For the last three seasons we've been watching a guy who always seemed to make the right check, who got the ball to the right guy quickly and accurately, and who never seemed to make a bad turnover in a key situation. Humbling an overindulged child isn't achievable overnight, and when it comes to come quarterback play, I don't think there's a fan base in America that came into this season more spoiled than us. At this point, I don't think we have a guy who has shown that he has the potential to be the unquestioned starter heading into spring ball (still lots of positive buzz surrounding the name Tyler Ferguson), let alone Teddy Bridgewater. Our tempered expectations are still every bit as much of a work in progress as the Cardinal offense.
One final thought here: I am strongly opposed to the Bonnafon faction who support playing the freshman simply because it's "better for the future." This is not a throwaway season where you toss freshmen into the deep end just so that they'll know how to swim as sophomores and juniors. Louisville is 4-1, they have one of the best defenses in college football, they have a strong stable of running backs, they have one of the best wide receivers in the country coming back, and they have a second half schedule that gives them a chance to make a big-time national splash.
You play the quarterback who gives you the best chance to win right now. As it stands at this second, I believe that player is Reggie Bonnafon. If he goes out there on Friday and doesn't appear to have learned anything from the mistakes he made against Wake Forest, then I think that changes again. I know none of us wanted this to be a fluid situation this deep into the season, but what can you say? That's where we are.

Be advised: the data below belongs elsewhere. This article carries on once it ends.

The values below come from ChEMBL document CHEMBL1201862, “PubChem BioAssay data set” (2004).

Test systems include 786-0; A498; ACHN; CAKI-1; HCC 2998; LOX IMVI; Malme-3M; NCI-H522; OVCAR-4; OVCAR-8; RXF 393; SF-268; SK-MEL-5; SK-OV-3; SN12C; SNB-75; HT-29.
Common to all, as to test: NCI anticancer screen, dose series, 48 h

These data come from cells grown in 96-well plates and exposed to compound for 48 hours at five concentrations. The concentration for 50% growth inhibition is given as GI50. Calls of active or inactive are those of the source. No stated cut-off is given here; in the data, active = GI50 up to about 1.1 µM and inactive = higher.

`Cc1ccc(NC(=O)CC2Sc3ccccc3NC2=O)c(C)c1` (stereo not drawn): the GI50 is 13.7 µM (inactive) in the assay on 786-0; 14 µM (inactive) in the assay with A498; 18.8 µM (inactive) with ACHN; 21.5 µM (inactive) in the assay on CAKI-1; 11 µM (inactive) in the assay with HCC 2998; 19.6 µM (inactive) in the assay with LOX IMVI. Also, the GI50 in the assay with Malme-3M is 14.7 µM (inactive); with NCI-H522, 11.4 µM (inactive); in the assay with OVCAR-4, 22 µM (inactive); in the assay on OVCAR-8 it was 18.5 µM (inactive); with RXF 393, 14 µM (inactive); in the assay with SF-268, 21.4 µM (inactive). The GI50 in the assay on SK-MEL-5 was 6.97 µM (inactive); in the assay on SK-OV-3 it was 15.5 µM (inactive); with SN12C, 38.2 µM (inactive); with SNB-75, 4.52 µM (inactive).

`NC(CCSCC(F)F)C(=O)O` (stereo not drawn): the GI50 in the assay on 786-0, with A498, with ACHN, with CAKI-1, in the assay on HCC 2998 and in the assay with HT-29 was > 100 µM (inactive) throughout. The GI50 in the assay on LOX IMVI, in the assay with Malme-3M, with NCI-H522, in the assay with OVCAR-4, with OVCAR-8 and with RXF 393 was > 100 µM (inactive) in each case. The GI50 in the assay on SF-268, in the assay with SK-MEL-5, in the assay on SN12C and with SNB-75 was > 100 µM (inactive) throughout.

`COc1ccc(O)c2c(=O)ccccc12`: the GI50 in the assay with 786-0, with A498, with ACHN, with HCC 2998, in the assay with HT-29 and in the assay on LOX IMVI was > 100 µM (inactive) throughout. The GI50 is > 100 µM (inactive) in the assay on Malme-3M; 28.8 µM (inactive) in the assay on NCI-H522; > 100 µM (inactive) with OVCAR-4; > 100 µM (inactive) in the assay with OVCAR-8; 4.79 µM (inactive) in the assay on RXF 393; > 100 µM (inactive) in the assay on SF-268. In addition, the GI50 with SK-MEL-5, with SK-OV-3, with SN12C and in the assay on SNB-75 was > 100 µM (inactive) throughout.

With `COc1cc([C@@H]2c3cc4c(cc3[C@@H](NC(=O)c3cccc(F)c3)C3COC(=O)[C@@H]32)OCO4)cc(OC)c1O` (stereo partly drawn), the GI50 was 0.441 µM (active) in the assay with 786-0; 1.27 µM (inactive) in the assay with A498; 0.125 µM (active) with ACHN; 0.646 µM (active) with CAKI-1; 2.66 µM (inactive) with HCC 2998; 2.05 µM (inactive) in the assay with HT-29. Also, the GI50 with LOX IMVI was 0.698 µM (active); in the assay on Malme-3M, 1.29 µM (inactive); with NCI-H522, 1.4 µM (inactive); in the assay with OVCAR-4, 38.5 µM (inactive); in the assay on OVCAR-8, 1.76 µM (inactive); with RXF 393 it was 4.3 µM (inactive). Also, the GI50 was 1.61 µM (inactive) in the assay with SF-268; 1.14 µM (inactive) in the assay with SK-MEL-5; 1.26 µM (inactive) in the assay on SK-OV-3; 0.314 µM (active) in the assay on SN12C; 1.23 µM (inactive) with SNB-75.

2. The senior wide receivers need to step up.
Someone needs to call out this crew, so I'm going to make an attempt.
Eli Rogers, Michaelee Harris and Kai De La Cruz have to be better in all phases of the game. They have to cut out the drops, they have to cut out the penalties, they have to cut out the bad body language, and they have to be leaders with both their words and their actions.
Rogers is one of the most solid and reliable wide receivers to come through the program in recent memory, but he's had some very costly drops over the last three weeks, and too many times he's appeared visibly dismayed after being the target of a poorly thrown ball. I understand that you're not used to getting open and not receiving a ball that hits you in the chest, but showing up your young quarterback isn't helping anyone.